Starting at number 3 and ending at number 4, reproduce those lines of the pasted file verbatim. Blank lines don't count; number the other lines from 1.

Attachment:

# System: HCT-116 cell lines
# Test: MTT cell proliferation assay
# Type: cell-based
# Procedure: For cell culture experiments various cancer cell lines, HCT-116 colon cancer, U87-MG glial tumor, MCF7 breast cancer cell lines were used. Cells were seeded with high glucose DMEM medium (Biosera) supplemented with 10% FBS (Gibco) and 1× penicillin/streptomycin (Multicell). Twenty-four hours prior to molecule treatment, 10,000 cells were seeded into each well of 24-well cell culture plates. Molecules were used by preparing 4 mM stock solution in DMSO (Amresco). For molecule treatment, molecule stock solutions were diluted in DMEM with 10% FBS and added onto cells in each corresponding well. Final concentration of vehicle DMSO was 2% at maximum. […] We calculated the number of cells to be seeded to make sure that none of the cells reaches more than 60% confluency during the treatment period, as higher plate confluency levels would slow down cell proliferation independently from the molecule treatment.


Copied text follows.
# Type: cell-based
# Procedure: For cell culture experiments various cancer cell lines, HCT-116 colon cancer, U87-MG glial tumor, MCF7 breast cancer cell lines were used. Cells were seeded with high glucose DMEM medium (Biosera) supplemented with 10% FBS (Gibco) and 1× penicillin/streptomycin (Multicell). Twenty-four hours prior to molecule treatment, 10,000 cells were seeded into each well of 24-well cell culture plates. Molecules were used by preparing 4 mM stock solution in DMSO (Amresco). For molecule treatment, molecule stock solutions were diluted in DMEM with 10% FBS and added onto cells in each corresponding well. Final concentration of vehicle DMSO was 2% at maximum. […] We calculated the number of cells to be seeded to make sure that none of the cells reaches more than 60% confluency during the treatment period, as higher plate confluency levels would slow down cell proliferation independently from the molecule treatment.